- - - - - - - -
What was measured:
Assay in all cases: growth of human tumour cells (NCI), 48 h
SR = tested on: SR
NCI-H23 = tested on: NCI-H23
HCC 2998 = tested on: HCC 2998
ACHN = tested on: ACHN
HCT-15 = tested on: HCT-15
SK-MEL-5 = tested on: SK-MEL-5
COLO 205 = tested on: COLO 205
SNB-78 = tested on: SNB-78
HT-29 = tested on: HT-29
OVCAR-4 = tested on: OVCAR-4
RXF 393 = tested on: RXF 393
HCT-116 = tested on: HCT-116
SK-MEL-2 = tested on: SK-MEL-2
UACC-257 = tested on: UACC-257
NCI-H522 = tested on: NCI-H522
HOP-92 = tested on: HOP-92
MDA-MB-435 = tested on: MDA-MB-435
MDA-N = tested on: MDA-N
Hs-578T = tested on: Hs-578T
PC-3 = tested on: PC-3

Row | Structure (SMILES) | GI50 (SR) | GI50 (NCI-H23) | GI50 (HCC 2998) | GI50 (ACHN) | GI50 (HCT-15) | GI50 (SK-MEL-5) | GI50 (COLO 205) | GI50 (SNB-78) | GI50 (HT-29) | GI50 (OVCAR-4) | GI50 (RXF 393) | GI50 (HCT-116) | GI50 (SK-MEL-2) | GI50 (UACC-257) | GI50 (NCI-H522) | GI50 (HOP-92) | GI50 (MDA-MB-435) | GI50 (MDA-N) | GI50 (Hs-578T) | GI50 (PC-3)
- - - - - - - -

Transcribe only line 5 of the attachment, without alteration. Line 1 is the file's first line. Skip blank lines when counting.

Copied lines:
HCC 2998 = tested on: HCC 2998